Ky. prayer group proposes book ban

By AL SWANSON, United Press International

Harry Potter and books on witchcraft, ghosts and social issues are on a list of more than 50 books a teacher's prayer group in Kentucky wants removed from the Russell County High School.

The Russell Springs, Ky., group, which includes both parents and teachers, asked in a letter last month that a special committee review library books that "may need to be removed." The letter said God had revealed the presence of the troubling books.


"God spoke to my spirit and we must do 'HOUSE CLEANING!'" the letter said. "He cannot come into a place that is corrupted. We must not allow for these books to continue polluting the minds of our teenagers."

Opponents of the review said a high school art teacher wrote the letter.

Other than author J.K. Rowling's four best-selling Harry Potter titles, books challenged by the prayer group include "World's Most Famous Ghosts" by Daniel Cohen, "The Witchcraft of Salem Village" by Shirley Jackson, "Satanism: Rumor, Realty and Controversy" by Allen J. Ottens and Rick Myer, and "I Know Why the Caged Bird Sings" by Maya Angelou.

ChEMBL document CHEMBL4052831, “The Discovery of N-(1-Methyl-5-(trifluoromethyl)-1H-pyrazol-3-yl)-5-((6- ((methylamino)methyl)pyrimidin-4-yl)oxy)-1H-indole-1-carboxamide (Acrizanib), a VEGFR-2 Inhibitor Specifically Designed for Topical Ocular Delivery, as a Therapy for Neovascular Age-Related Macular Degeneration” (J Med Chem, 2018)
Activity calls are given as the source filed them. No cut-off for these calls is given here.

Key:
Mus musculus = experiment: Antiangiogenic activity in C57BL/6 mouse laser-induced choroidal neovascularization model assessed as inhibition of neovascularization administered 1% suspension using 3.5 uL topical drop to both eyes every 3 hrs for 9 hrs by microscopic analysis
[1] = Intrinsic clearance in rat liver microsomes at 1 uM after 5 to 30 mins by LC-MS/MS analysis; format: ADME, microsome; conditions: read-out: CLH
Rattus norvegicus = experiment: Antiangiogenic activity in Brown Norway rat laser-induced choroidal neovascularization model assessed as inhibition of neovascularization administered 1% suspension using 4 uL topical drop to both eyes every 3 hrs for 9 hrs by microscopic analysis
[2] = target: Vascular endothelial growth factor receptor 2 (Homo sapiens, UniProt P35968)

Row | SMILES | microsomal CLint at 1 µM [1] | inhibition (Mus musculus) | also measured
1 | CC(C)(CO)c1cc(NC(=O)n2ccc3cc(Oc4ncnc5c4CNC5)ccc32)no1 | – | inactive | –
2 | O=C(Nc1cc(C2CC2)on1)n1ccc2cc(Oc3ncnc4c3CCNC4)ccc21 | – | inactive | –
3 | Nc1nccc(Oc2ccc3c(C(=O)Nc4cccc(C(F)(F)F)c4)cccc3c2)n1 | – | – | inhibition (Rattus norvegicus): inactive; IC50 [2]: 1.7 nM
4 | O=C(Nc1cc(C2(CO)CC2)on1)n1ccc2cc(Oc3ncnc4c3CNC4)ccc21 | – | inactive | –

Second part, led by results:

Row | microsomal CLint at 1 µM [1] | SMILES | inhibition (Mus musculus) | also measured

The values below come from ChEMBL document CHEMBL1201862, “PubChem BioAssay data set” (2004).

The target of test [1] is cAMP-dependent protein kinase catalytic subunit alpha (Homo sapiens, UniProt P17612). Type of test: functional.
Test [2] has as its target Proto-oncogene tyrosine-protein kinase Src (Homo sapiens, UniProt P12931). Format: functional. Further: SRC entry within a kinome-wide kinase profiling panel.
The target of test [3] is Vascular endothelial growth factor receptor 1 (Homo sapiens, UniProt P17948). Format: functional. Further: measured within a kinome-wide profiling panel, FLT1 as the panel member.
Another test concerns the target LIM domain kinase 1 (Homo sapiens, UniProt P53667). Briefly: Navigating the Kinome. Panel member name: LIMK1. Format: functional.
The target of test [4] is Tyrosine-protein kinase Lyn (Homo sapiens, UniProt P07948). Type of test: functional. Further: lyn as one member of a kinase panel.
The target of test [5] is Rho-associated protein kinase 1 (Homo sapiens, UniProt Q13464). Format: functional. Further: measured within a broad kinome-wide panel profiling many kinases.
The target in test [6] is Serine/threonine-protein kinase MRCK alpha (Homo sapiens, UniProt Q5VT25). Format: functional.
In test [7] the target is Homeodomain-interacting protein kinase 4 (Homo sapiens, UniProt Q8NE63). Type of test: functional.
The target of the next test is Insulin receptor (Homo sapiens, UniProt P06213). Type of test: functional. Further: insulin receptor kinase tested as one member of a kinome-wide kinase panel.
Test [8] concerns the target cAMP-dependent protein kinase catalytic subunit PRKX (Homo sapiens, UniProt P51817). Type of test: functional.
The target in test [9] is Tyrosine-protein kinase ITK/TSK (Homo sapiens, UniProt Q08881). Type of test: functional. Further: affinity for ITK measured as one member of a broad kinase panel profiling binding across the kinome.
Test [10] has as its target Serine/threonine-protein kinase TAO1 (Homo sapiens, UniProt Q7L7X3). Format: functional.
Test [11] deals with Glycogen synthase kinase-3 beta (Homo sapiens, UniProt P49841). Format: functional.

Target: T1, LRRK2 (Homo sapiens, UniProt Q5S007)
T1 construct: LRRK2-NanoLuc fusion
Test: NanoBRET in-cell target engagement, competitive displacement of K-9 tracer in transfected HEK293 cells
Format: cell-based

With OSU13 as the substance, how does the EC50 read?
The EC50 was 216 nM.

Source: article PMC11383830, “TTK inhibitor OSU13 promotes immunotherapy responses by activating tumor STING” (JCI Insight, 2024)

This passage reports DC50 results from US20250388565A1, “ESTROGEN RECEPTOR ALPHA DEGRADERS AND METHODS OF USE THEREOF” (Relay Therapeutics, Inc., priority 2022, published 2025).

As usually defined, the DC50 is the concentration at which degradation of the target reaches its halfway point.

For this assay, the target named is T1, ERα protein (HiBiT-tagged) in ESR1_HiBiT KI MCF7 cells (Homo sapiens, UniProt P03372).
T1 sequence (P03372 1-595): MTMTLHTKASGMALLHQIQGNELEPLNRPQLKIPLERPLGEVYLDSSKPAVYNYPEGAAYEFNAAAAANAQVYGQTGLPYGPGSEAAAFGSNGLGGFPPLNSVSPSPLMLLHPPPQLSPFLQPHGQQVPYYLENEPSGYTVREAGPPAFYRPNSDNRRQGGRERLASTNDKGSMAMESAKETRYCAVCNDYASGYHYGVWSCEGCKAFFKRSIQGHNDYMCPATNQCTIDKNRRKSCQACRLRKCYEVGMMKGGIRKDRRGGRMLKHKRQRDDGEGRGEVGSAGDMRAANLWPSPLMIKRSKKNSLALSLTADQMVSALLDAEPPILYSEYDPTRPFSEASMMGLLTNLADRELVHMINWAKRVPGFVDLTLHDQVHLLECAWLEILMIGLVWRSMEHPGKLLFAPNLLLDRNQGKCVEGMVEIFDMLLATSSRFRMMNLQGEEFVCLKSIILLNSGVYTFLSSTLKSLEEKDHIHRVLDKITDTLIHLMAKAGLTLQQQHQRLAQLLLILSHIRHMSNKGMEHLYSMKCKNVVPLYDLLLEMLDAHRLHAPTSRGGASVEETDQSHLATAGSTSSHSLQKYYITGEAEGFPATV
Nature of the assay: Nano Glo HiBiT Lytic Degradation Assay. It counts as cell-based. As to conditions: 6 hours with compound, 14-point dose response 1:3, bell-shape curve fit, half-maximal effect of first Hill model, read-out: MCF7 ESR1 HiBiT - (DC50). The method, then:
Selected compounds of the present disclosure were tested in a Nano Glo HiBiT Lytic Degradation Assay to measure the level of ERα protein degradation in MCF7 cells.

"Harry Potter by far has been the most challenged book for the past three years," said Beverely Becker, associate director of the American Library Association's Office for Intellectual Freedom in Chicago. "Most of the complaints involve kindergarten through sixth grade elementary schools and school libraries."

Becker said her ALA office tracked more than 6,300 challenges to books in the past decade -- more than 500 last year -- but estimated only 20 percent to 25 percent of such complaints were reported to the library association.

"The biggest complaints have been about sexual content, offensive language, witchcraft, the occult and Satanism," she said.

Mark Twain's American classic, "Huckleberry Finn," "Of Mice and Men" by John Steinbeck, and "Ordinary People" by Judith Guest are among the most challenged books in high schools, the ALA said.

Becker said if requested by community members, the ALA would write letters to local newspapers and groups defending challenged books and suggest a review process that asks people filing a written complaint, "Did you read it?"

Russell County High School has a policy that permits people to request a review of library books but Principal Roger Cook said no one had complained about a book in more than 20 years. He said the high school council had asked the prayer group for more information and told them how to form a fair review committee.


The Lexington Herald-Leader said the group failed to present a proposal at a council meeting Tuesday night and people opposed to reviewing the list of books defended the school's librarian.

"Personally, I think none of the books should be taken away," businessman Donnie Wilkerson told the Herald-Leader. "Leave that to the parent's to make that decision."

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